Tuesday, November 6, 2012

A Changing "Houzzing" Market

Article: “An Online Antidote to the Housing Bust”
Author: Nick Leiber
Graph Source: http://online.wsj.com/article/SB10001424052702303644004577520414196790098.html#project%3DCAPITAL0712%26articleTabs%3Dinteractive

A Changing "Houzzing" Market

According to Nick Leiber’s article:
Houzz is an online directory that homeowners use to find architects, general contractors, and myriad other home-improvement pros for construction or remodeling projects. Combining elements of local review site,Angie’s List (homeowners can read reviews fellow homeowners post) and image-sharing network Pinterest (professionals can post photos of their work for homeowners to browse), Houzz has more than 60,000 professionals in the U.S. who actively manage their profiles, adding photos and answering questions. (Leiber)

By early 2007, the United States began to feel the onslaught of issues brought about by the burst of the thought-to-be invincible housing bubble. Despite the array of finger pointing that occured, the true blame could rest on numerous groups of people: the realtors, builders, lenders, borrowers, and sellers. Once the housing bubble popped, homeowners and home-improvement professionals were crippled.

(Graphs taken from The Wall Street Journal)

In 2009, Houzz offered a way to revitalize the housing market and add to the economy. Houzz targeted two of consumer’s largest fancies: curiosity and reliability. Houzz attracts users to sift throw over 800,000 photos, 350,000 home accessories, and thousands of home’s “ideabooks.” 

Houzz can create revenues off of their valuable database and easily maneuverable platform. 

  • Salespeople can pay Houzz to advertise their products. Possibly create a “Product of the Day” or “What’s Hot” filter on the main products page. Also, they could feature products depending on the filter for a price like Google Adwords.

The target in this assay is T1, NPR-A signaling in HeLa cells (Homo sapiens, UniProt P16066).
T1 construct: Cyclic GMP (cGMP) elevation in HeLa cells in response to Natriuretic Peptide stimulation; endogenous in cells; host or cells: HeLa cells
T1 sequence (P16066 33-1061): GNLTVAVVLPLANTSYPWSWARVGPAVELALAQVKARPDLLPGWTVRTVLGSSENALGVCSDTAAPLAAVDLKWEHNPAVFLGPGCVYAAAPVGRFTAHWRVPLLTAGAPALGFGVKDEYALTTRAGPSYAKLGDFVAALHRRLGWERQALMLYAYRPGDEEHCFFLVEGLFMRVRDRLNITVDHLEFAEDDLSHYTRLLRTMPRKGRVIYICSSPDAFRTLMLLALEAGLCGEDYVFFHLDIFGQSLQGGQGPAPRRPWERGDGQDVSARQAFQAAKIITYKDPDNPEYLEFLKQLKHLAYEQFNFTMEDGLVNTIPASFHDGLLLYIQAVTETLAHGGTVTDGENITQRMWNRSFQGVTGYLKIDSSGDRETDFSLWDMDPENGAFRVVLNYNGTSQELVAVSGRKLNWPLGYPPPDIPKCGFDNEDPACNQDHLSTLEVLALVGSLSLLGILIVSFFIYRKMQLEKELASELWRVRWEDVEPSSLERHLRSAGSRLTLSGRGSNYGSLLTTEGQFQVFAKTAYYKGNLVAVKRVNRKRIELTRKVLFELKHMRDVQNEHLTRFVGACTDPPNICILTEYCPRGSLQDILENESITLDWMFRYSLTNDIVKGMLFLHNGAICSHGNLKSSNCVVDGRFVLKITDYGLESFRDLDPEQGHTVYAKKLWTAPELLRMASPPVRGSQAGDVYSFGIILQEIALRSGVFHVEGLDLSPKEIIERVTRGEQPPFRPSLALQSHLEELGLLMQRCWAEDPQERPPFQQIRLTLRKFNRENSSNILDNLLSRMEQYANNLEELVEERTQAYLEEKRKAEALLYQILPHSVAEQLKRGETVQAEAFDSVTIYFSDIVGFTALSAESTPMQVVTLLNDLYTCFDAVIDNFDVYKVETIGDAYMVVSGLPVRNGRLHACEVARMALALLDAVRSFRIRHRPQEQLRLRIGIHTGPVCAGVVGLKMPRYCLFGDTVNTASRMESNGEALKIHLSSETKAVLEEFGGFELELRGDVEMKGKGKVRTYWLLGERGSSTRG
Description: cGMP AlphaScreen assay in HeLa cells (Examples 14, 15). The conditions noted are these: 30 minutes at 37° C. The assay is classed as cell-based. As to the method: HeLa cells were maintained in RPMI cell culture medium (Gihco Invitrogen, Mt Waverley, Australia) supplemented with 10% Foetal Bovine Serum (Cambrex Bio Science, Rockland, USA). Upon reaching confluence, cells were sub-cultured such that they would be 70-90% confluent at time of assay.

• Houzz can charge professionals to have their profiles featured on the homepage so they get more hits which could lead to more clients. 

  • Houzz could begin to charge membership fees and have homeowners, designers, and home-improvement professionals to access Houzz.com. 

I do not believe that the competition that may occur from paying to have products featured could lead to any severe problems. There may, however, be a negative effect from having professionals profiles featured. If professionals all begin to fight over having their page featured, Houzz could raise fees for the feature and the chain reaction could turn off many professionals who do not have the funds to have their page featured. The bias given to the feature profile will begin to drown out the appeal of Houzz’s non-bias  profile advertising. If Houzz begins to charge a membership fee, it could risk losing online traffic which could directly affect advertising in a negative way which would lower connections and create a downward spiral for Houzz. 
I personally feel that Houzz is an asset to all homeowners. In today’s Information Age, knowledge is power and  homeowners can only benefit from getting more ideas for potential renovations and home developments. Houzz offers a new way for designers and home improvement professionals to connect with homeowners to find work. Houzz provides all the necessary tools for the national and global housing market to flourish with efficiency. 

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